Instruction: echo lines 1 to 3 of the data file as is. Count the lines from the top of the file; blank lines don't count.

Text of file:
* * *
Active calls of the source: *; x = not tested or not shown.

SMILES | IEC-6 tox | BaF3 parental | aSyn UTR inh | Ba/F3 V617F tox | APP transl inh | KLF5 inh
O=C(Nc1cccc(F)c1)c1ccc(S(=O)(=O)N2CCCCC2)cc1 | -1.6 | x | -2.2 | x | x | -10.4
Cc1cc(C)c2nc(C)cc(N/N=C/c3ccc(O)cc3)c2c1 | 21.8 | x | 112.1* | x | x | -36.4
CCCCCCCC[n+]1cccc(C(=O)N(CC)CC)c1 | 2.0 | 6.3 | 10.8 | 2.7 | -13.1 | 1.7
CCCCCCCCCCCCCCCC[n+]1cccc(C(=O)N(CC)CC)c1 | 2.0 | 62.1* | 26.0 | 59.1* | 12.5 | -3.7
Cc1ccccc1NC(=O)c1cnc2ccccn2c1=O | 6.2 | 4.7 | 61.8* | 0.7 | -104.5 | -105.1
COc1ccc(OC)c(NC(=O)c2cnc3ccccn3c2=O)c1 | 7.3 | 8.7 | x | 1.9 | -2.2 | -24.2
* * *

Active calls of the source: *; x = not tested or not shown.

SMILES | IEC-6 tox | BaF3 parental | aSyn UTR inh | Ba/F3 V617F tox | APP transl inh | KLF5 inh
O=C(Nc1cccc(F)c1)c1ccc(S(=O)(=O)N2CCCCC2)cc1 | -1.6 | x | -2.2 | x | x | -10.4